Jalique Keene (center) with his attorneys Jeffrey Toothaker, left, and Dawn Corbett at the Hancock County Superior Court during the first day of his trial in Ellsworth Tuesday. Keene is accused of killing Mikaela Conley in Bar Harbor in 2018. Credit: Gabor Degre

A Bar Harbor man recorded by a school security camera carrying the apparently lifeless body of a woman he is accused of killing “most likely” will testify Friday at his murder trial, according to his defense attorney.

Prosecutors rested their case Thursday against Jalique Keene, 22, after showing the trial jury video footage of him carrying the body of Mikaela Conley behind a building at Conners Emerson School in downtown Bar Harbor. Keene is accused of raping and killing Conley, whom he had known since grade school, on the grounds of the K-8 school on June 1, 2018.

Keene’s trial on rape and murder charges began Tuesday morning in Hancock County Unified Criminal Court in Ellsworth. The trial is expected to end sometime on Friday. A jury of nine women and six men, including three alternates, are expected to render a verdict later in the day.

In the video played in court on Thursday, Keene can be seen in broad morning daylight coming around some vegetation with the body of Conley, 19, draped over his back. The footage shows him holding her arms as he walks along the back of the Conners school building and then out of view toward some trees, with Conley’s toes dragging limply across the ground behind him.

[Photos, testimony detail extent of Bar Harbor woman’s injuries in her killing last year]

The video was recorded by an exterior security camera at Conners Emerson School a few minutes after 7 a.m. on Friday, June 1, 2018 — a couple of hours after the sun had risen and about an hour after a landscaping crew had mowed the lawn on the school grounds. Classes at the K-8 school got under way less than an hour later, after Keene allegedly hid Conley’s body in a clump of vegetation at the bottom of a wooded slope behind the school.

Roughly 20 of Conley’s family and friends, including her mother, Danielle Timoney, were in the courtroom Thursday as the video footage was played on multiple monitors. As on Wednesday, when gruesome photos of Conley’s body after she was killed were shown to the jury, Conley’s friends and relatives wept and hugged in silence as investigators described what jurors were seeing.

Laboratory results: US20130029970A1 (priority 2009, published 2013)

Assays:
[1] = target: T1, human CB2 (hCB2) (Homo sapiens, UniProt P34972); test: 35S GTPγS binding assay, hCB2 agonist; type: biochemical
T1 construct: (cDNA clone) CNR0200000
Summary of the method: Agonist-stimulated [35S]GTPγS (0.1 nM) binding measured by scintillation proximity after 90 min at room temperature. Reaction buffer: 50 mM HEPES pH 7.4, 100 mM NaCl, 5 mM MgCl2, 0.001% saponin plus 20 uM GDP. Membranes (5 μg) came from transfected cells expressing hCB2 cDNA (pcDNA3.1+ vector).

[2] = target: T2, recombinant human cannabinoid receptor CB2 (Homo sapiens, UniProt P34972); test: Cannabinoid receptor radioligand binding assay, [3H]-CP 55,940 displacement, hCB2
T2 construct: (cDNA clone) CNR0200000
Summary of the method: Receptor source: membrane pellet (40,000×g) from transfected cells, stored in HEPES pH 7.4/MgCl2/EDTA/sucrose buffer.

Keene maintains that he did not assault or kill Conley.

Keene’s defense attorneys, Dawn Corbett and Jeffrey Toothaker, did not hint at or offer any argument on Thursday for how Keene could be innocent of the charges despite the footage that appears to show him carrying Conley’s lifeless body behind the school and into the trees. If Keene takes the stand on Friday — which, after court ended Thursday, Corbett said he “most likely” will do — he presumably will offer an alibi when he testifies.

[Subscribe to our free weekly Hancock County newsletter]

According to prosecutors, after Keene hid Conley’s body, he went to Timoney’s house across Eden Street from the school to retrieve his cell phone, which he had left there hours earlier. When Timoney asked where Conley was, Keene said he last saw her on the school playground at 3:30 a.m. and that he would help try to locate her, prosecutors have said.

The only witness to testify Thursday in the trial was Maine State Police Detective Thomas Pickering, the primary investigator in the case. Most of Pickering’s testimony on Thursday was technical, explaining images captured on security cameras or how police collected evidence in the case.

Under cross examination by Toothaker, Pickering said that not all the pieces of evidence collected in the case were tested to see whose DNA might be on them.

Corbett and Toothaker have said that Keene admits to being on the school grounds and to having consensual sex with Conley the night she died, but they have suggested that someone else could have attacked and killed her and that police did not do enough to identify and rule out other suspects.

Avatar photo

Bill Trotter

A news reporter in coastal Maine for more than 20 years, Bill Trotter writes about how the Atlantic Ocean and the state's iconic coastline help to shape the lives of coastal Maine residents and visitors....